For major employers in Toronto, the most important incentive to comply with the sewer bylaw is not the risk of prosecution, it’s the risk of losing their preferential Block 2 Industrial Rate for water and sewage service. Block 2 can save large companies tens of thousands of dollars or more every year, a significant incentive for keeping their facilities in the City of Toronto. However, it can be challenging to understand when and under what circumstances the Block 2 rate will be taken away. Municipal Code 849 (the one I think is the current copy) states:
(2) In the event of a customer’s non-compliance with the Sewers By-law as set out in this section, the customer will cease to be eligible to receive the Block 2 Rate effective as of either of the following effective dates, as may be applicable:
(a) The date of the issuance of the written notice of violation under the Sewers By-law; or
(b) The required date for the submission and delivery to the City of a document set under the Sewers By-law which the customer failed to satisfy.
(3) Provided that the customer has rectified the non-compliance as set out in this section, to the satisfaction of the General Manager, Toronto Water, and the customer is then in compliance with the Sewers By-law, in all respects, and is otherwise eligible under this section, the customer may reapply to receive the Block 2 Rate which, upon approval, shall be effective from the date the General Manager, Toronto Water, is satisfied that the customer has met all eligibility requirements.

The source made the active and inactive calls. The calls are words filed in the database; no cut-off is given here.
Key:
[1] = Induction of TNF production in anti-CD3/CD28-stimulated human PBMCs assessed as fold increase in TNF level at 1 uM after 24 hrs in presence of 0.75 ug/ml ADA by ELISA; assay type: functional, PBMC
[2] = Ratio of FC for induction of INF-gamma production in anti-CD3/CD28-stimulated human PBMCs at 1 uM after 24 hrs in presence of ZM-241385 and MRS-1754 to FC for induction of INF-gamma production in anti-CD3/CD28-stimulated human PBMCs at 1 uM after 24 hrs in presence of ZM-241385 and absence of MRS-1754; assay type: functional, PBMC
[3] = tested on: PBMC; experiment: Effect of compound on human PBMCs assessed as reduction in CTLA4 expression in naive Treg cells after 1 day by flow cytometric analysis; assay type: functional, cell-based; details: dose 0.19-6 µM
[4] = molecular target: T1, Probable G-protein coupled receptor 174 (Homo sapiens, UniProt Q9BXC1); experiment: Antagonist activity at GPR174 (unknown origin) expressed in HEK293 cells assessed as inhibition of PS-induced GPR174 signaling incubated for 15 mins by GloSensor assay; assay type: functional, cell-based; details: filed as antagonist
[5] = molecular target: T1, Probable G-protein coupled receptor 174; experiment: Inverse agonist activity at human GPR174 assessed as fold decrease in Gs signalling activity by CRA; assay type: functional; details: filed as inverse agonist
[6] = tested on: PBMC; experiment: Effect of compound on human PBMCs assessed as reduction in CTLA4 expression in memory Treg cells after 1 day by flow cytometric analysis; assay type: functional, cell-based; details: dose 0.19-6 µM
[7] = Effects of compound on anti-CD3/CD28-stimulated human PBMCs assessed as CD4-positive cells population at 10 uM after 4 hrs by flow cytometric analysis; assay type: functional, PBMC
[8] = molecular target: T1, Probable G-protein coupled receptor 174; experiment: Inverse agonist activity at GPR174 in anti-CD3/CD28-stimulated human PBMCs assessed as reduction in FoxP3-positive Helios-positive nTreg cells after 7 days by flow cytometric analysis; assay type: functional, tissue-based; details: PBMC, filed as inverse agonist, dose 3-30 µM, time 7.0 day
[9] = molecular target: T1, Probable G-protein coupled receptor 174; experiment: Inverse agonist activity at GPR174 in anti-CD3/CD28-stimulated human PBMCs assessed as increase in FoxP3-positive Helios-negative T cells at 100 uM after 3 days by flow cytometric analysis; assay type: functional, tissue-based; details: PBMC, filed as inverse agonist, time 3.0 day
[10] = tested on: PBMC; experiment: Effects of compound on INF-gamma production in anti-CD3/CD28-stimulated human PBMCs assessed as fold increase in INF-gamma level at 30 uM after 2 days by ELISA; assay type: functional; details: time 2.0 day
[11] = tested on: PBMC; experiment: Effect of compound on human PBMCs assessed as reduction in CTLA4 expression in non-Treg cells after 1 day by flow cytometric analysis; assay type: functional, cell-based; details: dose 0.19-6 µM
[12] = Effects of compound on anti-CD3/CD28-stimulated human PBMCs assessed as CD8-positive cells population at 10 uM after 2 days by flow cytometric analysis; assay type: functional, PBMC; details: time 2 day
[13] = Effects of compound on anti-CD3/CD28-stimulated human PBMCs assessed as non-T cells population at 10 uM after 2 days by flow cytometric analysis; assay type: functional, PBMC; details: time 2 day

Fortunately for many industries, Toronto Water has interpreted clause (3) so that the Block 2 Rate can be restored as of the date on which the 1st compliant sample was taken, no matter how long it takes the City to analyze and process the paperwork. This wisely prevents the City from penalizing industry for municipal backlogs. But it also sometimes means that the next compliant sample has already been taken before the Notice of Violation has even been issued. However, the City may still issue a Notice of Violation for an alleged exceedence in a single grab sample that is never duplicated, despite the ample literature on the very limited reliance that should be placed on single samples. Because of the “3 strikes and you’re out” rule in the bylaw, this has the potential to work significant unfairness.
Senior city staff are discussing possible amendments to the bylaw with industry representatives.